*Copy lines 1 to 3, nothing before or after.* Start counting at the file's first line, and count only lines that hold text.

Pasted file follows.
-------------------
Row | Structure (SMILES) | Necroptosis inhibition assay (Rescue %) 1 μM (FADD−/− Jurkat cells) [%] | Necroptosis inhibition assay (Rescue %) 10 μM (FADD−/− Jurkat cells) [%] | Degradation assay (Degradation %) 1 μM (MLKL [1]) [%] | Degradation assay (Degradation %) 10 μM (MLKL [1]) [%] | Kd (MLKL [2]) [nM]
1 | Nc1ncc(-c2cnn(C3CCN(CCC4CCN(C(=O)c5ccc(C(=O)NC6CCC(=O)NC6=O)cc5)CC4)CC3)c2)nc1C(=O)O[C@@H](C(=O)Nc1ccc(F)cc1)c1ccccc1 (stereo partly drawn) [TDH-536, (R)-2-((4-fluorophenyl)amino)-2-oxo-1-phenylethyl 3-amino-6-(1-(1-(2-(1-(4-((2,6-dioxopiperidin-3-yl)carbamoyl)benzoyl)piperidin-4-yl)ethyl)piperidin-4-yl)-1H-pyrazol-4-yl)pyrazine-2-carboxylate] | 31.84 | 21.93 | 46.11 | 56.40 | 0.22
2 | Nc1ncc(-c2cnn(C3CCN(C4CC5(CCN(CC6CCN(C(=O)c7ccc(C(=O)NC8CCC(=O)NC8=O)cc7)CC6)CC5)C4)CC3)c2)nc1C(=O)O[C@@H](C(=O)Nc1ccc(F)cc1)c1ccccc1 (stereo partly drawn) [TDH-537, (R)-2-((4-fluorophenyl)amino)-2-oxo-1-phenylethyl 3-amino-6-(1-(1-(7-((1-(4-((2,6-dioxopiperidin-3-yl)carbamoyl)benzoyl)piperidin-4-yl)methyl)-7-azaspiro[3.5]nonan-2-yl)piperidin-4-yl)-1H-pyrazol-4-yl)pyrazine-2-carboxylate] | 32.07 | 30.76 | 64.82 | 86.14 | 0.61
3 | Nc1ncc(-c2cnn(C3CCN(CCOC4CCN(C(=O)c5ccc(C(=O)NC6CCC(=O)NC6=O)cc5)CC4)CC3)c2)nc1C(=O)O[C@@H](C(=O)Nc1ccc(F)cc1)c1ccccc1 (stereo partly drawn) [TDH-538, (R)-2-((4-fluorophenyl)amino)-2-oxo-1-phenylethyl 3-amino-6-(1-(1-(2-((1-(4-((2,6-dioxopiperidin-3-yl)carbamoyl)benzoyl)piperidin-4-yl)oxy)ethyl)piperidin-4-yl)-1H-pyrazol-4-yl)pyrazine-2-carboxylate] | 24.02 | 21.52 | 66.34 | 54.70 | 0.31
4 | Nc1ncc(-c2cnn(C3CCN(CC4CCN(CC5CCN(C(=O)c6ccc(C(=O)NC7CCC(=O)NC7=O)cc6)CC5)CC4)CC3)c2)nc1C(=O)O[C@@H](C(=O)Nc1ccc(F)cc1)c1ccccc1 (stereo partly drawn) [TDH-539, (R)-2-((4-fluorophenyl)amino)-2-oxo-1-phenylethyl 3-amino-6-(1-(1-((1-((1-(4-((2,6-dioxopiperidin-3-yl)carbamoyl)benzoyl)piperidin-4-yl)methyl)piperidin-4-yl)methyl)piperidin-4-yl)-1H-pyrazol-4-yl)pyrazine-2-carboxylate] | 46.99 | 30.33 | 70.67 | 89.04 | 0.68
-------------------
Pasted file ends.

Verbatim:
Row | Structure (SMILES) | Necroptosis inhibition assay (Rescue %) 1 μM (FADD−/− Jurkat cells) [%] | Necroptosis inhibition assay (Rescue %) 10 μM (FADD−/− Jurkat cells) [%] | Degradation assay (Degradation %) 1 μM (MLKL [1]) [%] | Degradation assay (Degradation %) 10 μM (MLKL [1]) [%] | Kd (MLKL [2]) [nM]
1 | Nc1ncc(-c2cnn(C3CCN(CCC4CCN(C(=O)c5ccc(C(=O)NC6CCC(=O)NC6=O)cc5)CC4)CC3)c2)nc1C(=O)O[C@@H](C(=O)Nc1ccc(F)cc1)c1ccccc1 (stereo partly drawn) [TDH-536, (R)-2-((4-fluorophenyl)amino)-2-oxo-1-phenylethyl 3-amino-6-(1-(1-(2-(1-(4-((2,6-dioxopiperidin-3-yl)carbamoyl)benzoyl)piperidin-4-yl)ethyl)piperidin-4-yl)-1H-pyrazol-4-yl)pyrazine-2-carboxylate] | 31.84 | 21.93 | 46.11 | 56.40 | 0.22
2 | Nc1ncc(-c2cnn(C3CCN(C4CC5(CCN(CC6CCN(C(=O)c7ccc(C(=O)NC8CCC(=O)NC8=O)cc7)CC6)CC5)C4)CC3)c2)nc1C(=O)O[C@@H](C(=O)Nc1ccc(F)cc1)c1ccccc1 (stereo partly drawn) [TDH-537, (R)-2-((4-fluorophenyl)amino)-2-oxo-1-phenylethyl 3-amino-6-(1-(1-(7-((1-(4-((2,6-dioxopiperidin-3-yl)carbamoyl)benzoyl)piperidin-4-yl)methyl)-7-azaspiro[3.5]nonan-2-yl)piperidin-4-yl)-1H-pyrazol-4-yl)pyrazine-2-carboxylate] | 32.07 | 30.76 | 64.82 | 86.14 | 0.61